At least for Dutch astronomer Anton Pannekoek (1873–1960) , also a Marxist thinker, and council communist:
In the many drawings that Dutch astronomer, Marxist thinker, and council communist Antonie (“Anton”) Pannekoek (1873–1960) made of the Milky Way over the course of his life, it is not immediately clear what we are looking at. The band of stars appears like a smudged backbone, sometimes in “true” colour (white stars on a black background), and sometimes inverted, with the stars as dark points and the “milk” of the Milky Way made inky. They are simultaneously vague and precise — something between a charcoal rubbing and an X-ray.
In fact, the drawings are not technically of the Milky Way at all, because according to Pannekoek, such a thing was not actually accessible as a purely objective entity. While it was widely understood in Pannekoek’s time that even highly-skilled astronomers fall prey to observational bias during stargazing (a phenomenon known as “the personal equation”), Pannekoek went further, theorising that what we perceive as the Milky Way is actually a visual trick that emerges at the intersection of the stars and the people on earth who perceive them. During an article published in an 1897 issue of Popular Astronomy, Pannekoek discussed the well-known problem of the Milky Way’s ocular inconsistency, wondering if “the character of the galactic phenomenon precludes its being fixed by delineation”.2 This was not just a failing of observational science; it reflected what the Milky Way actually was: a kind of optical illusion that changed its shape depending on the lived experiences of the observer, their historical period, and how these experiences informed the patterns that the mind constructed out of the fluid nature of reality. Pannekoek’s drawings, then, are of the act of perception itself — an approach informed by his political beliefs.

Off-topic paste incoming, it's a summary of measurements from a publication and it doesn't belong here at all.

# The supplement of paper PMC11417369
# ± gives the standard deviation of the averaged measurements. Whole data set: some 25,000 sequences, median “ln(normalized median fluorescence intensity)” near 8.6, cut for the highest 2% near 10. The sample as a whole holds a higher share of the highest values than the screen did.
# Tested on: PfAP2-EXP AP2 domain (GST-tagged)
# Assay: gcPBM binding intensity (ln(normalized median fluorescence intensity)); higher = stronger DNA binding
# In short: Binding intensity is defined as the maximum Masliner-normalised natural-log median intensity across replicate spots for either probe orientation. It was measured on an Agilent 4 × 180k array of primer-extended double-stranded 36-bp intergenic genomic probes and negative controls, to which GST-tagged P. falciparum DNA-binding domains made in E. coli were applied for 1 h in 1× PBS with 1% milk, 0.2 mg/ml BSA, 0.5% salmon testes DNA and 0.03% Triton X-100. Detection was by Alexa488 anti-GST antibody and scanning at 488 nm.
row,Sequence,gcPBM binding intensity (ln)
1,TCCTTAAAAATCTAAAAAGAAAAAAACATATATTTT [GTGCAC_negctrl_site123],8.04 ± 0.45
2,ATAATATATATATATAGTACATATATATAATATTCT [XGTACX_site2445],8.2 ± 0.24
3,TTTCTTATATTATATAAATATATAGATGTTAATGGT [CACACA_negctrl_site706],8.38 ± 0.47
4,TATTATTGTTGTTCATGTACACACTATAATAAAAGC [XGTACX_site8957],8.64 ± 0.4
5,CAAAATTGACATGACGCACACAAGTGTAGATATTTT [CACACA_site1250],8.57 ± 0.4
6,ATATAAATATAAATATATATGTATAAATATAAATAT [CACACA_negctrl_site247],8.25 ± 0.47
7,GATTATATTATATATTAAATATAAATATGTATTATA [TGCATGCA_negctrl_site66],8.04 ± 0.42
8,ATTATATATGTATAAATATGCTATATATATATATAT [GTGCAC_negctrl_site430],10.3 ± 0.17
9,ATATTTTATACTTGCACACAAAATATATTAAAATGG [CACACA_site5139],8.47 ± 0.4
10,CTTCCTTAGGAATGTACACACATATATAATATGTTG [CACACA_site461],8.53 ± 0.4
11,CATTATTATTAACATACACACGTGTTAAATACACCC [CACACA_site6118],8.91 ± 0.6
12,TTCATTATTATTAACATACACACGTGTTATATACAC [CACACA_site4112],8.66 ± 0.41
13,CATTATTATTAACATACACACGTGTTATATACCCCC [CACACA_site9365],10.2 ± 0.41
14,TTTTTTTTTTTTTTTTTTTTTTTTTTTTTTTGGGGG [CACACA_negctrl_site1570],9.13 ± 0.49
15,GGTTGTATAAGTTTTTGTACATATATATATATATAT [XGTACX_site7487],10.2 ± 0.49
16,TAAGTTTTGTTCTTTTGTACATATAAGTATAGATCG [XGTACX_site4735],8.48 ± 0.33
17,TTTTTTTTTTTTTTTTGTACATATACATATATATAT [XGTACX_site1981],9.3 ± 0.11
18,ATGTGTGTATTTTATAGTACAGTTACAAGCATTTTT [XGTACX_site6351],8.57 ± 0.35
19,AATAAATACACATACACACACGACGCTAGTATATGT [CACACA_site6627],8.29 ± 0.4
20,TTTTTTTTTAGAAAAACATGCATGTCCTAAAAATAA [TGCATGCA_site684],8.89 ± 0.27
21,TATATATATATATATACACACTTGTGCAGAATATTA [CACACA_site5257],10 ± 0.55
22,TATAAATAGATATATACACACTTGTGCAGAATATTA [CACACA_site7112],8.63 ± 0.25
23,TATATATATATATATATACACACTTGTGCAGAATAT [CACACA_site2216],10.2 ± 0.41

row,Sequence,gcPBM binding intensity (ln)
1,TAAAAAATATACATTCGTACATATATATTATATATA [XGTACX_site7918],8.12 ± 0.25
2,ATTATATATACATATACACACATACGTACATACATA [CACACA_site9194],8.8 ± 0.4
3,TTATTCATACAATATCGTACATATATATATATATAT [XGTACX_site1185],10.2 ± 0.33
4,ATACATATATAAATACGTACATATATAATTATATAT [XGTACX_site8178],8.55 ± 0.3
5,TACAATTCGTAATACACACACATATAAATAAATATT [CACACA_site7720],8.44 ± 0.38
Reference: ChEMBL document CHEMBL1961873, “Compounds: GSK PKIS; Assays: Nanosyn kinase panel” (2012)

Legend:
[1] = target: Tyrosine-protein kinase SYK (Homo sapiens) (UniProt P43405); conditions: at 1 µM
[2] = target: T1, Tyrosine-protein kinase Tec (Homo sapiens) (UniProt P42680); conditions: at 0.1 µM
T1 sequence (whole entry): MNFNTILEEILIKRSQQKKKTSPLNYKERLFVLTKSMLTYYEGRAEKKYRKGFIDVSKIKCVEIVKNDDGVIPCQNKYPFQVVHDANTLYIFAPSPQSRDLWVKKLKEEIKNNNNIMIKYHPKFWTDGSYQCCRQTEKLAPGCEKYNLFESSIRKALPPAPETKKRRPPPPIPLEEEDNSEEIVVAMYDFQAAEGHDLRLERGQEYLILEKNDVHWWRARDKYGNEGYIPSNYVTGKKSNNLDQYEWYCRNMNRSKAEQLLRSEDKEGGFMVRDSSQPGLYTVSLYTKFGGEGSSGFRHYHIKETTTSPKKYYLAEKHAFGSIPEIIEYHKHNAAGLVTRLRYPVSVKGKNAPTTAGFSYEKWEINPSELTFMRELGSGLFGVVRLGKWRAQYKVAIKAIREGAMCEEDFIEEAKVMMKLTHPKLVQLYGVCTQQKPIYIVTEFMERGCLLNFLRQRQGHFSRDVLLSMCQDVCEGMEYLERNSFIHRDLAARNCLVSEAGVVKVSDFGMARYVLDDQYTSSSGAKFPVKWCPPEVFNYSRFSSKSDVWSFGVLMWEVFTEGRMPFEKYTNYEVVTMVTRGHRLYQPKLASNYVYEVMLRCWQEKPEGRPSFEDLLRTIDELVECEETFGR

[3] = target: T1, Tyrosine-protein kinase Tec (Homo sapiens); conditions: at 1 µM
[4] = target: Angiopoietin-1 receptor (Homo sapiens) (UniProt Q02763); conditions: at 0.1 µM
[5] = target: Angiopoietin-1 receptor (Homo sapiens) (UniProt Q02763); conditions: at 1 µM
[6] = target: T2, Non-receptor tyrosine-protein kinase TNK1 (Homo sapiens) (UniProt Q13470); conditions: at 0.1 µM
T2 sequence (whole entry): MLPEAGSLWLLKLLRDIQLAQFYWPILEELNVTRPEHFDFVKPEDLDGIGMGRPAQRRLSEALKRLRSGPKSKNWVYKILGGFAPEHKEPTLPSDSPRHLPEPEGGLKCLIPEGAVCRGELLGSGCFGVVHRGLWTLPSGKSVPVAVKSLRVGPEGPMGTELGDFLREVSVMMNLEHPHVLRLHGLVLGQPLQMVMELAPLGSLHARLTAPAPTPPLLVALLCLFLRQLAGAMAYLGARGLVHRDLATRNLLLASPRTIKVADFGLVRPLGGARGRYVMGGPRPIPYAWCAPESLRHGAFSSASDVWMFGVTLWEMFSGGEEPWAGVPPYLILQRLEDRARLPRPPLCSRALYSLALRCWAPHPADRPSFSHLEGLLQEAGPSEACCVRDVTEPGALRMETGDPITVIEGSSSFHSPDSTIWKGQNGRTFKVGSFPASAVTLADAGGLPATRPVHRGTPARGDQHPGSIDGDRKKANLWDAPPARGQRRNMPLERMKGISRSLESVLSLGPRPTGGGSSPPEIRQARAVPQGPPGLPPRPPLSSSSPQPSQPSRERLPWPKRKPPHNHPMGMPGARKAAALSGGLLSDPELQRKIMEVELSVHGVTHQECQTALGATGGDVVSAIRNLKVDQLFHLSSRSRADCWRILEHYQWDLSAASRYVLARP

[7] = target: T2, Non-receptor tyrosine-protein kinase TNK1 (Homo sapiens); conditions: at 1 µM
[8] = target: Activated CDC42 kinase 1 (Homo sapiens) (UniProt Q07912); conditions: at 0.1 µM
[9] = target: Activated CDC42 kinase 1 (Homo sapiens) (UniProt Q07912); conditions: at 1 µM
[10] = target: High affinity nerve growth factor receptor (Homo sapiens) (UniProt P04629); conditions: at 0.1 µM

Like Marx and Engels — who drew on Feuerbach, Hegel, and Heraclitus — Pannekoek understood material reality to be a “continuous and unbounded stream in perpetual motion”.3 He also believed that the human brain had a tendency to generate fixed, abstract patterns from this fluidity, patterns that are always socially and historically contingent.Lauren Collee, “Marxist Astronomy: The Milky Way According to Anton Pannekoek” at Public Domain Review (October 27, 2021)
Pannekoek would have been a stalwart, had he lived in our day, in the war on math.
You may also wish to read: Further dispatches from the war on math (September 14, 2021) Discussions of social policy where math is relevant can be useful. But a student who does not understand how an equation works will fail at both math AND social policy.